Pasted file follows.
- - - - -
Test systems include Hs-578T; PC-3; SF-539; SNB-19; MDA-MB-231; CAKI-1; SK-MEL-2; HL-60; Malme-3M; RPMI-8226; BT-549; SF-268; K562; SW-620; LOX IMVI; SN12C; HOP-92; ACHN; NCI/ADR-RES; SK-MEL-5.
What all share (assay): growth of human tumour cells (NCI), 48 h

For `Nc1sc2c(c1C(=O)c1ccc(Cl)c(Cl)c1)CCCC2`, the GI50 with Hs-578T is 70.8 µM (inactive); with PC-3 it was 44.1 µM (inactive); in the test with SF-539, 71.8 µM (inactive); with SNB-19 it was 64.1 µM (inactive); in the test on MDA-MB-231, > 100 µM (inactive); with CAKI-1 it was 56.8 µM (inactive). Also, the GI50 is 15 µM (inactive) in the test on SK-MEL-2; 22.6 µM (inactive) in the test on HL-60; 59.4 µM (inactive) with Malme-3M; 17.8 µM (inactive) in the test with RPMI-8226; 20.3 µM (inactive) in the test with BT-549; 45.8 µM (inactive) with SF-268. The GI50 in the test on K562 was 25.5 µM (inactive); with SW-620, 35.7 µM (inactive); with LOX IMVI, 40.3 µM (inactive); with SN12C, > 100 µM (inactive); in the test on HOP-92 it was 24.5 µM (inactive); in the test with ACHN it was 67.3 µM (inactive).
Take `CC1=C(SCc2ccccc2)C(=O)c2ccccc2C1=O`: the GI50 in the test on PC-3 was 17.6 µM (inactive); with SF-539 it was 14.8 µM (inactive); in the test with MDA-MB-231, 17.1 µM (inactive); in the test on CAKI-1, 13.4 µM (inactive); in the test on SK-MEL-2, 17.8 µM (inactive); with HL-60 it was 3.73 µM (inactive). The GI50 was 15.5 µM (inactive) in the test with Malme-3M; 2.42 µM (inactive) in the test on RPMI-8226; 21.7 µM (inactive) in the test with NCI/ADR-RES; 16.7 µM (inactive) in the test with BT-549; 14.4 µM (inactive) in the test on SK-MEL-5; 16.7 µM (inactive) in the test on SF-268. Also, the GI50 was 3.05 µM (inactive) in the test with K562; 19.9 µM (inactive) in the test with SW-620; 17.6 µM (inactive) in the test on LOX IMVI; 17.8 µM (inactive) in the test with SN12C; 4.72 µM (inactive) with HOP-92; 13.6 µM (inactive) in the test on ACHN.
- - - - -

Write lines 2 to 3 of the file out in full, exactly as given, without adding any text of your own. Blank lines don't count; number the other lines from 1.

What all share (assay): growth of human tumour cells (NCI), 48 h

For `Nc1sc2c(c1C(=O)c1ccc(Cl)c(Cl)c1)CCCC2`, the GI50 with Hs-578T is 70.8 µM (inactive); with PC-3 it was 44.1 µM (inactive); in the test with SF-539, 71.8 µM (inactive); with SNB-19 it was 64.1 µM (inactive); in the test on MDA-MB-231, > 100 µM (inactive); with CAKI-1 it was 56.8 µM (inactive). Also, the GI50 is 15 µM (inactive) in the test on SK-MEL-2; 22.6 µM (inactive) in the test on HL-60; 59.4 µM (inactive) with Malme-3M; 17.8 µM (inactive) in the test with RPMI-8226; 20.3 µM (inactive) in the test with BT-549; 45.8 µM (inactive) with SF-268. The GI50 in the test on K562 was 25.5 µM (inactive); with SW-620, 35.7 µM (inactive); with LOX IMVI, 40.3 µM (inactive); with SN12C, > 100 µM (inactive); in the test on HOP-92 it was 24.5 µM (inactive); in the test with ACHN it was 67.3 µM (inactive).